Mononucleosis popularly nicknamed "the kissing disease" and often referred to in the short form as "mono" is an infectious disease that can be transmitted through saliva, coughing, sneezing, sharing drinking cups or eating utensils and by coming in contact with the mucus of an infected person. Although not life threatening if well treated, mono disease can be severe and difficult to cope with and even after the alleviation of the symptoms and your return back to normal health, you might still remain contagious for months making it necessary for you to abstain for a while from carrying out all these activities that can help in the spread of the virus.
Causes of Mono
Most individuals will get infected with this virus very early in their life ( usually before the adolescent years). The symptoms during this time for most of these children is very little or mild. However there are cases of adolescents, especially teens 15 to 17 years of age getting infected by the virus, the symptoms for these young adults who become infected with this virus are more severe and might last for several weeks. They will usually display the classical mono symptoms.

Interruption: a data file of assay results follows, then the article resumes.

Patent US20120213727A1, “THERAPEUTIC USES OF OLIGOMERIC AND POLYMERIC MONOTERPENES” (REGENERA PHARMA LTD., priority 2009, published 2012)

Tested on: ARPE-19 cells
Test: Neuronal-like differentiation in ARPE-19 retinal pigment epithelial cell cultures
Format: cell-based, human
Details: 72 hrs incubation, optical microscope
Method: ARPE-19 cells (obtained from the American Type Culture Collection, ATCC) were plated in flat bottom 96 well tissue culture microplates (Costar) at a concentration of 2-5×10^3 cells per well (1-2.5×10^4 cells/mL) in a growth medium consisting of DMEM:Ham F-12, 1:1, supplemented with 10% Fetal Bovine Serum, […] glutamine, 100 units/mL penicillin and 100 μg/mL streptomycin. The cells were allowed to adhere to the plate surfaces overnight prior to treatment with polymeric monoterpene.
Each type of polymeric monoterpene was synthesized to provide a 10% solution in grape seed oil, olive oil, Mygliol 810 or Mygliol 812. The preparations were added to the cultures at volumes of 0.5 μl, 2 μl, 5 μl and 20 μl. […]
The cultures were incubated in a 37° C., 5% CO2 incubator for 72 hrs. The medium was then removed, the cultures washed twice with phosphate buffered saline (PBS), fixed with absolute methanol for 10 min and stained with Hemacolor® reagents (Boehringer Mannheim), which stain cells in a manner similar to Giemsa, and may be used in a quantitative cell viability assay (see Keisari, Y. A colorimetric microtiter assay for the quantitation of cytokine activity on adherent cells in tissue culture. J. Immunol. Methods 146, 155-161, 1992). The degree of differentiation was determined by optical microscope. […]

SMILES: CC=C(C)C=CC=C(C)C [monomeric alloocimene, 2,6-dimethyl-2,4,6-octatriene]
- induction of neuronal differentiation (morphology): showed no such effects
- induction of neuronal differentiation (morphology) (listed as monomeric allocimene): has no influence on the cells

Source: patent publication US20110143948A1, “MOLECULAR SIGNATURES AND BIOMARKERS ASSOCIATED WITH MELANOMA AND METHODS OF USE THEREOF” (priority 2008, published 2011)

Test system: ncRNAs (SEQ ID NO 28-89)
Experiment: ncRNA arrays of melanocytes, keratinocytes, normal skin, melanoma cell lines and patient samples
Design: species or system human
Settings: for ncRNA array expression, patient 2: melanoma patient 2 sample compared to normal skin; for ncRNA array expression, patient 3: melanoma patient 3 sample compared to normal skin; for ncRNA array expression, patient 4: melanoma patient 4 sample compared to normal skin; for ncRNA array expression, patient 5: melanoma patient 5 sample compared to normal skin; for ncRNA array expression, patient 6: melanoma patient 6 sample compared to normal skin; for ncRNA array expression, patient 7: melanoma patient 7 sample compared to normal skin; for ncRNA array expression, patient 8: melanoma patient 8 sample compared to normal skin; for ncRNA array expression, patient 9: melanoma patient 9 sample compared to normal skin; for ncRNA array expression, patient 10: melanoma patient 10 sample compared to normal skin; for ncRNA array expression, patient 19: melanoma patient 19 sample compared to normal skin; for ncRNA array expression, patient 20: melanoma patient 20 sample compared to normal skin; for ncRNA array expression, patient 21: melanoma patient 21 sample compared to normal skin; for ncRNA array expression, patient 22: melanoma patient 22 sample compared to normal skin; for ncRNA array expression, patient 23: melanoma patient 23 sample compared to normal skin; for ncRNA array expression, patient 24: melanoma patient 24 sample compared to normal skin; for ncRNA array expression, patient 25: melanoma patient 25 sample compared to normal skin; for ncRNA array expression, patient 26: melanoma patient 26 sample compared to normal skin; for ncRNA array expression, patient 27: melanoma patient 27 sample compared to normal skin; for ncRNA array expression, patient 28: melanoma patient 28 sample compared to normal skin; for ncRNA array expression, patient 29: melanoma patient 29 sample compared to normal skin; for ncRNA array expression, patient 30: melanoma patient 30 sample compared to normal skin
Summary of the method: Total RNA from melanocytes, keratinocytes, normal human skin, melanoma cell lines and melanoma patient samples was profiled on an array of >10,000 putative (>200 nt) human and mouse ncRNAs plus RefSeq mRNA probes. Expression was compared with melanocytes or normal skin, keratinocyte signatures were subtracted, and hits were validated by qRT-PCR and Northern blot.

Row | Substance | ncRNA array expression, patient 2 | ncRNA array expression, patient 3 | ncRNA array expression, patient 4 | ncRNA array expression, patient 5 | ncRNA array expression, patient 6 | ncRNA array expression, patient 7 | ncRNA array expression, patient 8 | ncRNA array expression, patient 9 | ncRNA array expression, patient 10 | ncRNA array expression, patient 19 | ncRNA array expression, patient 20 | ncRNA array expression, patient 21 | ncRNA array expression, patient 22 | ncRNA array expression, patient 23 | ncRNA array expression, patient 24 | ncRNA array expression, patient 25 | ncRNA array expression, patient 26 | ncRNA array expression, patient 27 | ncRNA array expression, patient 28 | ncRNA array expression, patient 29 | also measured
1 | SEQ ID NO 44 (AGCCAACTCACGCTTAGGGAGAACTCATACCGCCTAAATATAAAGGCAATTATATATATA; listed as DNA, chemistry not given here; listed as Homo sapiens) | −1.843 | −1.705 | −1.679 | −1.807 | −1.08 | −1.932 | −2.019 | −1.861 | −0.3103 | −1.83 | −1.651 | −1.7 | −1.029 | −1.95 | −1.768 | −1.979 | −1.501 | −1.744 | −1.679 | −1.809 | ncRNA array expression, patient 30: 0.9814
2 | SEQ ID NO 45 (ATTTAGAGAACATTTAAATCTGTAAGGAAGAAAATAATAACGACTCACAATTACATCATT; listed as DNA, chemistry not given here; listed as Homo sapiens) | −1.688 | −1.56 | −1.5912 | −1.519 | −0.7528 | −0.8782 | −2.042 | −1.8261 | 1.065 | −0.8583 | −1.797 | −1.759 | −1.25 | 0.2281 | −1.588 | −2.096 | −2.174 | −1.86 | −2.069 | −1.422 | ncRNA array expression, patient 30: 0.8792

- Constant fatigue and General faintness
- Skin rash (mono rash)
- Night sweats and high fever
- Headache and Sore throat
- Swollen tonsils and Swollen spleen
- Weak appetite and general restlessness.
There are cases of other more extreme symptoms that are less common like:
- Rapid heart rate
- Sensitivity to light
- Stiff neck
The common spread of this disease makes it important for you to learn the symptoms of mono in order to prepare yourself with the right knowledge in case you ever encounter it in either a loved one or yourself.
Importance Of Seeking Immediate Treatment For Mono Disease
- Heart inflammation
- Nervous system malfunctions
- A decrease in platelets, vital for blood clotting.
Even more severe life threatening complications will appear in people suffering from any other previous infections that causes low or weak immune systems, such as those suffering from HIV.
Examination and Treatment
You will need a lot of sleep and rest in order for the symptoms to alleviate. You will also need to drink plenty of water. Do not carry out any heavy duty jobs or physical activities while you are still ill, wait until you fully recover because your spleen may still be extraordinarily sensitive after the first few weeks of the disease.